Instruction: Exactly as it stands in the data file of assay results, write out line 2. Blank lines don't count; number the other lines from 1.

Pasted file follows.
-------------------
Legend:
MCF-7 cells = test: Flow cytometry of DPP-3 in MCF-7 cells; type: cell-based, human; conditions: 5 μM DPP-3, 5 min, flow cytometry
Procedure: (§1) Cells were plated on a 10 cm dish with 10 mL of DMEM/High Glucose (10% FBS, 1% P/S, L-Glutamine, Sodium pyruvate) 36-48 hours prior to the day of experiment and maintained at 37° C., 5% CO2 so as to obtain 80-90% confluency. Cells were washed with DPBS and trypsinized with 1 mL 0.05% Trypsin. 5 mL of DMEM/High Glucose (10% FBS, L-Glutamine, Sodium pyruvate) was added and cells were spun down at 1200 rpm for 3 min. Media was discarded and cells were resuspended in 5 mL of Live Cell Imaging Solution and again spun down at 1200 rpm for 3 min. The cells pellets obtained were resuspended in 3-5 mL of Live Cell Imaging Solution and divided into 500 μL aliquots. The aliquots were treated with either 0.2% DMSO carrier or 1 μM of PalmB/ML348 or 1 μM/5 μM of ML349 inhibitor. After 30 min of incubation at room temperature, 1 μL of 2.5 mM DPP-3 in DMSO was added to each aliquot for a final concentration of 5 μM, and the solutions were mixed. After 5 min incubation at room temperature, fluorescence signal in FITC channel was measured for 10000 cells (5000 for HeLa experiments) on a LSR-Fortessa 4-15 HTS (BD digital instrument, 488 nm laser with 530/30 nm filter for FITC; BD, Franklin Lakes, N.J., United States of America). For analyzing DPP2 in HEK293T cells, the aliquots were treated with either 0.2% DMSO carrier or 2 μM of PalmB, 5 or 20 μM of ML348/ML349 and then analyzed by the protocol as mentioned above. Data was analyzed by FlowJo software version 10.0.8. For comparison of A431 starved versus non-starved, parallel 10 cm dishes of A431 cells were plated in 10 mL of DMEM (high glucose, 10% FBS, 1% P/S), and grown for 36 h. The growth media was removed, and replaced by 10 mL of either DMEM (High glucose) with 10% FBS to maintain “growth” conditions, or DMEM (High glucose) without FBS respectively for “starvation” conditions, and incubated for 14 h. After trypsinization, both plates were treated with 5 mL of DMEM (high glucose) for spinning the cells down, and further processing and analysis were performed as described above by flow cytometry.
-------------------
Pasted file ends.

MCF-7 cells = test: Flow cytometry of DPP-3 in MCF-7 cells; type: cell-based, human; conditions: 5 μM DPP-3, 5 min, flow cytometry